# Feature (bug?) of dots notation in foreach-statement

I want to draw something in tikz where the range of an inner loop depends on an outer loop (by construction of the math involved). I need to differentiate between even and odd number in the inner loop, and so my first approach was to define the range \foreach \ell in {[begin],[begin+2],...,[end]} and then deal with \ell and \ell+1 separately in the loop (this code with square brackets cannot run, for the actual example see MWE below).

The problem is that - contrary to my expectation - for the the smallest range that occurs, tikz evaluates \foreach \ell in {-1,1,...,-1} as \ell in {-1,1}). The documentation (p.910) says (square bracket and emphasis mine):

In this situation, the part of the list reading x,y,...,z is replaced by x,x+d,x+2d,...,x+md, where [d=y-x and] the last dots are semantic dots, not syntactic dots. The value m is the largest number such that x+md<=z if d is positive or such that x+md>=z if d is negative.

My interpretation would be that m should be 0 in my case, but maybe that's hard to actually implement - or the behaviour could even be intentional.

In any case, I'd like to avoid having to split the loops and would like to find a way around it. I guess it would be possible to build an if-clause depending on the parity of \ell (to distinguish between even and odd, and just avoid specifying the second value of the list), this is just not that elegant either IMHO. But maybe there's no way around that as things stand...

As a brief sketch how I'd like my code to look like, here's an MWE (the desired result should just be one node at (1,1) with label "1"):

\documentclass{article}
\usepackage[english]{babel}
\usepackage{tikz}

\begin{document}
\begin{tikzpicture}
\foreach \j in {1} % scale (normally more!)
{
% do something per scale here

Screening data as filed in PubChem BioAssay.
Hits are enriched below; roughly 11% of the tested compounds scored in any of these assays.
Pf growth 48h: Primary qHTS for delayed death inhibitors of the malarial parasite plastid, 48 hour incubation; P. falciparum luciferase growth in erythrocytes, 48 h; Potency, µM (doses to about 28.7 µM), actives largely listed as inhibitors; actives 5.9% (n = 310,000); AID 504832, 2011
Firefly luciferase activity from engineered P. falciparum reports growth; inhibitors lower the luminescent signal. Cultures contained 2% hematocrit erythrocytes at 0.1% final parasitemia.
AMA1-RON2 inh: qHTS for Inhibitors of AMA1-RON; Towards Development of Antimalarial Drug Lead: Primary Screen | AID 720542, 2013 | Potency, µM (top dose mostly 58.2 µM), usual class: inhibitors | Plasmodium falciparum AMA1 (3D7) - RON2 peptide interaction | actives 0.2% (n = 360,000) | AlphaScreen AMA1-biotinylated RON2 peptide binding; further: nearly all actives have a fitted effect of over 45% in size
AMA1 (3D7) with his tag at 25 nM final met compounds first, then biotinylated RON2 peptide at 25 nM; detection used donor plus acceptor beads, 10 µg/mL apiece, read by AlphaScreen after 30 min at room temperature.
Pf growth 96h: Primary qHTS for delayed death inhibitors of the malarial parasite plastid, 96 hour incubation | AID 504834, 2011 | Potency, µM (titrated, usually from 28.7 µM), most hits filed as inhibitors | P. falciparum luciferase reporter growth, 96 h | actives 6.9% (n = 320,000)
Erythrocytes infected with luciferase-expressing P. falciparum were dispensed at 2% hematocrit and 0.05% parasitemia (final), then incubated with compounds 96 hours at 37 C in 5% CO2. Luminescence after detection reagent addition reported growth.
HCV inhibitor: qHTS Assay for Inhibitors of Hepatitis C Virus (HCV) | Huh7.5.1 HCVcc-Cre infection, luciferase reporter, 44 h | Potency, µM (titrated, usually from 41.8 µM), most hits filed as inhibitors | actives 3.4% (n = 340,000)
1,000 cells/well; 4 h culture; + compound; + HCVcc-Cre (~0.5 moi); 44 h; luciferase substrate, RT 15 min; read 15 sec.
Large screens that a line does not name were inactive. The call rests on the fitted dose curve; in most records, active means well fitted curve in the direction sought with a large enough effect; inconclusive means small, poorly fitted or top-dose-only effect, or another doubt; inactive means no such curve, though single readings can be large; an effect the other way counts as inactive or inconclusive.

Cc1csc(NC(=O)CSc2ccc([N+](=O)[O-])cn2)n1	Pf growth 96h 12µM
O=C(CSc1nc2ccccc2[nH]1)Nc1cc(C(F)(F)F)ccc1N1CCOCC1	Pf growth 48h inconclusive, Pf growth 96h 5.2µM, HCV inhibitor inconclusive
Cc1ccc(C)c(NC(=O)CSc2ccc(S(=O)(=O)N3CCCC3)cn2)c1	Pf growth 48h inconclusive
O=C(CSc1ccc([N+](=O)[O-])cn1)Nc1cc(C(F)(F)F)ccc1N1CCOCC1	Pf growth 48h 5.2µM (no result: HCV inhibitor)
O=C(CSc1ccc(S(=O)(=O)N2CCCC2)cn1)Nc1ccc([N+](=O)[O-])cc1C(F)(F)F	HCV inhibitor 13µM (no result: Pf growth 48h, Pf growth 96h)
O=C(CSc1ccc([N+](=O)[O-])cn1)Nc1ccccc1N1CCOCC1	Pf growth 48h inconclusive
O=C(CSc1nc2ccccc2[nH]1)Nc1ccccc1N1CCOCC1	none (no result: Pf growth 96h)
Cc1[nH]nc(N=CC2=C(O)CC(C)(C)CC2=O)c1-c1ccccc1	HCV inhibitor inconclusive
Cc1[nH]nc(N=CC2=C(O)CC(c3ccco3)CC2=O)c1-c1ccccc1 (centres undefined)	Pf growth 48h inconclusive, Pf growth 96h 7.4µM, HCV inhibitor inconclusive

\pgfmathsetmacro{\z}{2^(\j-1)}
\pgfmathsetmacro\istart{-\z}
\pgfmathsetmacro\isecond{\istart+2}
\pgfmathsetmacro\iend{\z-2}
\foreach \ell in {\istart,\isecond,...,\iend}
{
% do something for \ell here
\node at (\ell,\ell) {\ell}; % just for illustration
% do something for \ell+1 here
}
}
\end{tikzpicture}
\end{document}

• pgffor always evaluates at least 2 values, the first one, and the second one. Only then it cares about the upper bound. It should have been stated in the manual. However, I'm sure that this has been asked before here :) I just can't find it now... – yo' Oct 7 '14 at 9:54
• @tohecz: Is this intentional or would it just be too hard to discard the second value afterwards? I find the behaviour stated in the documentation to be very intuitive, and IMHO that's how it should work also for m=0. – Axel Oct 7 '14 at 9:59

TikZ doesn't solve x+md<z equation to come up with the proper m or d for that matter. It starts adding \isecond - \istart amount in this case 2 after(!) evaluating the loop at \istart and \isecond because those points are given. Then checks whether 1+2 < -1 no then quits with I'm done.

You can use \ifodd, \ifeven if clauses if you want to branch off inside foreach. Or you can use \pgfmathiseven{<number>} and check the value of \pgfmathresult

\documentclass{article}
\usepackage{tikz}

\begin{document}
\begin{tikzpicture}
\foreach \j in {1,...,4}
{
\ifodd\j\relax
\node at (0,\j) {odd};
\else
\node at (\j,0) {even};
\fi
}
\end{tikzpicture}
\end{document} • Thanks for the \ifodd-trick, that at least is not as verbose as the \pgfmathiseven{...}-\pgfmathresult combination. I've therefore accepted the answer. Just out of curiosity, is there a TeX/PGF/performance-reason why the second value cannot be discarded in this case? I find the behaviour as stated in the documentation to be very intuitive and IMHO it should extend to m=0. (Ps. I made a similar comment to @tohecz after OP - sorry for the redundancy, I wanted to answer you both.) – Axel Oct 7 '14 at 10:03
• @Axel Functionally, we can consider this usage as abuse of arrays because what you do is to first signal TikZ to expect an monotone array with ... but then render the resulting array via using an endpoint that doesn't result with an array and moreover rendering ... useless. The reason for not extending this to the cases you mentioned is because TeX floating point math is not precise. Hence given a d, computing m precisely is problematic in some cases. This implementation in that sense is a choice. I can see why you want to overload its definition but it would lead to extensive checks. – percusse Oct 7 '14 at 10:10
• And from a coding perspective if you don't have an array you shouldn't utilize array tools for special case handling. – percusse Oct 7 '14 at 10:12
• Ok, thanks, I can now at least understand the design decision better. On a different note, replacing \ifodd with \ifeven crashes for me - could it be that only the former is defined (together with the \else-clause this certainly covers all cases...)? – Axel Oct 7 '14 at 10:14
• No problem! The crash also happens without the \else-clause, though (on my machine)... – Axel Oct 7 '14 at 10:20